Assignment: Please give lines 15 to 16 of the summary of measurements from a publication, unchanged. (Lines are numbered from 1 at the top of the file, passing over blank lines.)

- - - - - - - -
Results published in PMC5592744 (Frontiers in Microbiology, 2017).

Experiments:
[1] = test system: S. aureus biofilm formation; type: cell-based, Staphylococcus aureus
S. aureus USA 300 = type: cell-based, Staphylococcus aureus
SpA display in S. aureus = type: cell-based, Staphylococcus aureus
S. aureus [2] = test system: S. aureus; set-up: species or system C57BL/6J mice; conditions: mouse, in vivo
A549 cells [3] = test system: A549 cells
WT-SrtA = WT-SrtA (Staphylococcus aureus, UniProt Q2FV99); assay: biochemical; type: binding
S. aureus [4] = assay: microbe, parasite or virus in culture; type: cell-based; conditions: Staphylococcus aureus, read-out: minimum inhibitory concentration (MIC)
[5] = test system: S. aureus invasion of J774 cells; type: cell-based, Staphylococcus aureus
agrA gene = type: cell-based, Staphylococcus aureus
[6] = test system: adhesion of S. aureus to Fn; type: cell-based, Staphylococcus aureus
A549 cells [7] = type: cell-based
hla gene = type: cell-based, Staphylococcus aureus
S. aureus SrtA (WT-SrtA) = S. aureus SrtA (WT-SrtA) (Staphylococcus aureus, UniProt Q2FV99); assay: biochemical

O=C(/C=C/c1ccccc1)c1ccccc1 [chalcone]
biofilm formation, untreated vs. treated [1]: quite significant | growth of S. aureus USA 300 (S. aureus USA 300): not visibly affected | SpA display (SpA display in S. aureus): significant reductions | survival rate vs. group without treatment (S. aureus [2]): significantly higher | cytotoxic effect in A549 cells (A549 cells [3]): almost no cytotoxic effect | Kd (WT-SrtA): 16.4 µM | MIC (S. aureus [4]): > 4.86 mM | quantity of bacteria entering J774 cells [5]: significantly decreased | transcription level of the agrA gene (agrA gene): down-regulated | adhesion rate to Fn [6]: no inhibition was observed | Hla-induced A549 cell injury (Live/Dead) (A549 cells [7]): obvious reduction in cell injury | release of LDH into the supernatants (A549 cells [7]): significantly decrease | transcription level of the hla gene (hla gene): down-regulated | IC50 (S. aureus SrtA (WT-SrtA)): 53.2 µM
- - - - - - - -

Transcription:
S. aureus SrtA (WT-SrtA) = S. aureus SrtA (WT-SrtA) (Staphylococcus aureus, UniProt Q2FV99); assay: biochemical

O=C(/C=C/c1ccccc1)c1ccccc1 [chalcone]